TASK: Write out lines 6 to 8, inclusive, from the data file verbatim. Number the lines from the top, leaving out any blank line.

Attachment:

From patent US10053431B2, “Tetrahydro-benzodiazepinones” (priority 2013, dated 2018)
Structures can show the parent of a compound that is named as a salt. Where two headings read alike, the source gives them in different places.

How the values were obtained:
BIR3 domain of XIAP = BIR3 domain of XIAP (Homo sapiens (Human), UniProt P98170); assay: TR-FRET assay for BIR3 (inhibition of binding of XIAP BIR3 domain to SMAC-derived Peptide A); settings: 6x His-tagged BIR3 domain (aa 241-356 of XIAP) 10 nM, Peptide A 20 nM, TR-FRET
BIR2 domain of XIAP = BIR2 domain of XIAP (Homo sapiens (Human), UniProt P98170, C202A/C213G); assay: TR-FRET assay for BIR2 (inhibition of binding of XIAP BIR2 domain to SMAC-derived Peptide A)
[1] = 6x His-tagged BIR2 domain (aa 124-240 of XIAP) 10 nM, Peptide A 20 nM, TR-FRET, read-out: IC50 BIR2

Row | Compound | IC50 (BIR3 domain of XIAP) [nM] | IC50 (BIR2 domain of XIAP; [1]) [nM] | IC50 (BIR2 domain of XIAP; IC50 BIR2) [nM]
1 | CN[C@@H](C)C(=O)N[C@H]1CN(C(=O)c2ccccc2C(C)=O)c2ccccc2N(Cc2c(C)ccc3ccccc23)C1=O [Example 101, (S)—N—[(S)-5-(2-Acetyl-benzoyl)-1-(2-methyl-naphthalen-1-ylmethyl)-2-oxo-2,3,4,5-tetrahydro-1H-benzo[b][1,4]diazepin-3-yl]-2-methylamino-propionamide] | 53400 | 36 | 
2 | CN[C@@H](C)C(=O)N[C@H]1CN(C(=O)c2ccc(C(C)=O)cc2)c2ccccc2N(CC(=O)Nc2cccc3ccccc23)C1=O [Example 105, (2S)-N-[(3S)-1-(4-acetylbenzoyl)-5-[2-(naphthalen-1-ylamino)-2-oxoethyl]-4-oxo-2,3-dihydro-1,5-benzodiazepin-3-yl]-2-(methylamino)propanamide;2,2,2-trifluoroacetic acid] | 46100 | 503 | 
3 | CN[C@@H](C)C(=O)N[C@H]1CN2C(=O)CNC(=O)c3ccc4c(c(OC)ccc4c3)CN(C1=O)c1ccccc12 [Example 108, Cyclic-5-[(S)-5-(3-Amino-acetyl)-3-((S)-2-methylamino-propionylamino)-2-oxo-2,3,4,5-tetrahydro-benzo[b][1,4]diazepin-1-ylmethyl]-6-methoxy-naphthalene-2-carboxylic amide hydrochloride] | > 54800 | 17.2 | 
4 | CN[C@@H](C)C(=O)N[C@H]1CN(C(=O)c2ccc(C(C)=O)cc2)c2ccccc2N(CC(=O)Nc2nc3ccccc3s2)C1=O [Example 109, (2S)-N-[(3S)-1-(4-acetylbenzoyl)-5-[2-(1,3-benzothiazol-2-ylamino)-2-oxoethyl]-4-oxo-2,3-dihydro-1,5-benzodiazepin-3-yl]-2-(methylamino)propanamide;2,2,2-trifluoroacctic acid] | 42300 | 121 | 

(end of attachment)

[1] = 6x His-tagged BIR2 domain (aa 124-240 of XIAP) 10 nM, Peptide A 20 nM, TR-FRET, read-out: IC50 BIR2

Row | Compound | IC50 (BIR3 domain of XIAP) [nM] | IC50 (BIR2 domain of XIAP; [1]) [nM] | IC50 (BIR2 domain of XIAP; IC50 BIR2) [nM]
1 | CN[C@@H](C)C(=O)N[C@H]1CN(C(=O)c2ccccc2C(C)=O)c2ccccc2N(Cc2c(C)ccc3ccccc23)C1=O [Example 101, (S)—N—[(S)-5-(2-Acetyl-benzoyl)-1-(2-methyl-naphthalen-1-ylmethyl)-2-oxo-2,3,4,5-tetrahydro-1H-benzo[b][1,4]diazepin-3-yl]-2-methylamino-propionamide] | 53400 | 36 | 